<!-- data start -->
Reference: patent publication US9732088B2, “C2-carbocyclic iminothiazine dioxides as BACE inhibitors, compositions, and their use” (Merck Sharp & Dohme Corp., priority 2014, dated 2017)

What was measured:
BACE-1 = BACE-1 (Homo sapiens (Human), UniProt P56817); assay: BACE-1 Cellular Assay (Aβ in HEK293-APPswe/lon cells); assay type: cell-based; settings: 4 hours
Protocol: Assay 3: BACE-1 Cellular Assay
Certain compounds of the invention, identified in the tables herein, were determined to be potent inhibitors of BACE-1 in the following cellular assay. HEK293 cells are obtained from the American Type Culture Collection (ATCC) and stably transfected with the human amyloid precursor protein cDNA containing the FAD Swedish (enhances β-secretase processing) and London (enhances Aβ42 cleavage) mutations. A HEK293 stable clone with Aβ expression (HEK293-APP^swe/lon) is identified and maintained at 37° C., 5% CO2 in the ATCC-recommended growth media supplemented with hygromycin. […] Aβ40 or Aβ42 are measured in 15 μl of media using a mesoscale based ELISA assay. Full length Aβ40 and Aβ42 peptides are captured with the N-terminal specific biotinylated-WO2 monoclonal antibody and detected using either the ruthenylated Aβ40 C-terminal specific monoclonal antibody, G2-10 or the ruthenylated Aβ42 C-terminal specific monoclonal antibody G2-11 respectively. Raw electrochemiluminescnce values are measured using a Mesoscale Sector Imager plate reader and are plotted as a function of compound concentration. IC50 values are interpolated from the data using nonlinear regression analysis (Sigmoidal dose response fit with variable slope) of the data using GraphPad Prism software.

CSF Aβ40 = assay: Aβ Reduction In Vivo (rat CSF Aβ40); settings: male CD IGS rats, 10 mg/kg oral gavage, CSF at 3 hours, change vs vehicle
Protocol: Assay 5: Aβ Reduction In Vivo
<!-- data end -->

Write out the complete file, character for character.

Reference: patent publication US9732088B2, “C2-carbocyclic iminothiazine dioxides as BACE inhibitors, compositions, and their use” (Merck Sharp & Dohme Corp., priority 2014, dated 2017)

What was measured:
BACE-1 = BACE-1 (Homo sapiens (Human), UniProt P56817); assay: BACE-1 Cellular Assay (Aβ in HEK293-APPswe/lon cells); assay type: cell-based; settings: 4 hours
Protocol: Assay 3: BACE-1 Cellular Assay
Certain compounds of the invention, identified in the tables herein, were determined to be potent inhibitors of BACE-1 in the following cellular assay. HEK293 cells are obtained from the American Type Culture Collection (ATCC) and stably transfected with the human amyloid precursor protein cDNA containing the FAD Swedish (enhances β-secretase processing) and London (enhances Aβ42 cleavage) mutations. A HEK293 stable clone with Aβ expression (HEK293-APP^swe/lon) is identified and maintained at 37° C., 5% CO2 in the ATCC-recommended growth media supplemented with hygromycin. […] Aβ40 or Aβ42 are measured in 15 μl of media using a mesoscale based ELISA assay. Full length Aβ40 and Aβ42 peptides are captured with the N-terminal specific biotinylated-WO2 monoclonal antibody and detected using either the ruthenylated Aβ40 C-terminal specific monoclonal antibody, G2-10 or the ruthenylated Aβ42 C-terminal specific monoclonal antibody G2-11 respectively. Raw electrochemiluminescnce values are measured using a Mesoscale Sector Imager plate reader and are plotted as a function of compound concentration. IC50 values are interpolated from the data using nonlinear regression analysis (Sigmoidal dose response fit with variable slope) of the data using GraphPad Prism software.

CSF Aβ40 = assay: Aβ Reduction In Vivo (rat CSF Aβ40); settings: male CD IGS rats, 10 mg/kg oral gavage, CSF at 3 hours, change vs vehicle
Protocol: Assay 5: Aβ Reduction In Vivo